Winter to early spring is high time for hardwood cuttings and starting seeds. I've got big plans for the garden this year, and I need a lot of plants. Propagating your own is a great way to save money.
Assorted Ribes sanguineum cuttings started out as leafless sticks two months ago. They started to leaf out last month, though that doesn't mean they're all rooting. I've tugged on a few though, and at least some of them are rooting. These are destined for the woodland margins and more open woods inside the deer fence. Now that the deer are shut out, I can go wild and diversify the flora in the natural areas. Ribes speciosum cuttings are also rooting in this container. Not native locally, but this west coast native will be at home in the dry areas of the garden.
Ribes x gordonianum is a hybrid between Ribes speciosum and Ribes odoratum. I'm really excited for these.
Inside the greenhouse, I've been making room for seedlings. The recent warm days with at least breaks of sun have warmed the greenhouse enough that I can actually water the plants inside, which means I can apply more than a foliar fertilizer to the seedlings. The heat and fertilizer have produced visible results. As you'll see, most of these are from local gardening friends. I'm so lucky to know so many great gardeners.
On the right, a tray full of Bupleurum fruticosum. To save space, I put 3 or 4 seedlings in each pot. These are still a bit floppy, since I took the photo right after potting them up.
Moving left. This summer I found out how easy Parahebe perfoliata is to propagate from cuttings. Later in fall I took cuttings at work, and they rooted even better in the cooler conditions of fall. I decided to try another batch at home around the end of January, and just a couple weeks later, they started rooting, the fastest batch yet. At the bottom of the photo are some odds and ends Arctostaphylos cuttings.
Next over is a mixed tray of Bupleurum spinosum and Glaucium flavum var. aurantiacum, both from seed. The former I got from Amy (who humbly writes The World's Best Gardening Blog) at the fall Portland garden bloggers' plant swap. The latter was purchased from Milton's Garden Menagerie on Etsy, run by Ann of the Amateur Bot-ann-ist. To the left of those is a flat of cutting-grown Santolina chamaecyparissus 'Lemon Queen', from Anna at Flutter & Hum.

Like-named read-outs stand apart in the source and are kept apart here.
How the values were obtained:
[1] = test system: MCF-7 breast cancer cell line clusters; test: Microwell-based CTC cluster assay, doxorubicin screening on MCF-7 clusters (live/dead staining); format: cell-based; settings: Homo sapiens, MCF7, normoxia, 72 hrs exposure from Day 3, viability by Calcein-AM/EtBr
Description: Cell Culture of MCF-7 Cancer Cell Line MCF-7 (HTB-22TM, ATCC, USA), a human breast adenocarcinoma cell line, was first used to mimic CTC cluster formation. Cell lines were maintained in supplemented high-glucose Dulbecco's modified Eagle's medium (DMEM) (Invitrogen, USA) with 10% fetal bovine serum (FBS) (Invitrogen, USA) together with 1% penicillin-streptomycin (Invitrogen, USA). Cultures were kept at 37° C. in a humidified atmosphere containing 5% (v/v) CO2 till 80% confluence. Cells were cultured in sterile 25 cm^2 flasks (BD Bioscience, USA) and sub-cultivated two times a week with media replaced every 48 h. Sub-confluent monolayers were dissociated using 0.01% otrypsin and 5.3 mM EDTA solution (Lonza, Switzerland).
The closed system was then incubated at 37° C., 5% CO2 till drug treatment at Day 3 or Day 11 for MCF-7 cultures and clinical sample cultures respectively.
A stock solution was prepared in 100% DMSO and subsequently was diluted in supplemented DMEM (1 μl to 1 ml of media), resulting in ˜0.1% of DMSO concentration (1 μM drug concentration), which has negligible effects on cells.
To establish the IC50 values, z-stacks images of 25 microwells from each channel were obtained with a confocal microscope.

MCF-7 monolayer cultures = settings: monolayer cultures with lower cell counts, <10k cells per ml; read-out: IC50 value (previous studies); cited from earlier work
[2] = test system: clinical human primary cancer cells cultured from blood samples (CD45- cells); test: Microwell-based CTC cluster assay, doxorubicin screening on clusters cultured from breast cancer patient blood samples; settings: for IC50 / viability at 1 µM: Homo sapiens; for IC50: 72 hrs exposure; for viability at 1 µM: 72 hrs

Here's a close-up of the tiny Bupleurum spinosum seedlings:
Also from the fall plant swap, Alstroemeria isabellana seeds came from Loree of Danger Garden. One sprouted a couple months ago. Now two more are following suit. The first one started out with streaks of variegation, but they seem to be disappearing as it grows.
Also from Loree, Bocconia frutescens. I had three grevillea seeds germinate, too. I lost two to damping off, and the third looks to be succumbing as well. Oh, and behind the Bocconia is one Eschscholzia californica 'Mikado'. Is that sad or what? I got one California poppy seed to germinate. The damping off was pretty bad for awhile. But I ordered more seed (lots more) that I'll direct sow when it arrives. To the left is a pot containing a tuber of Smallanthus sonchifolius, the Andean tuber crop yacon, which I picked up from Raintree Nursery at the Northwest Flower and Garden Show.
From my own stock, Cryptanthus 'Opal' pups are rooting. My main plant went into a pupping frenzy after I removed the initial three. This cryptanthus has handled the cool, humid greenhouse conditions better than most of the other kinds I have. Hopefully these will be ready for the spring swap.
I also discovered a greenhouse guardian yesterday. I don't know how this little frog got in, but I'm happy if it's happy.
And that's it for propagation right now. I need to dig through the seeds I've got stored in the fridge and figure out what else to sow.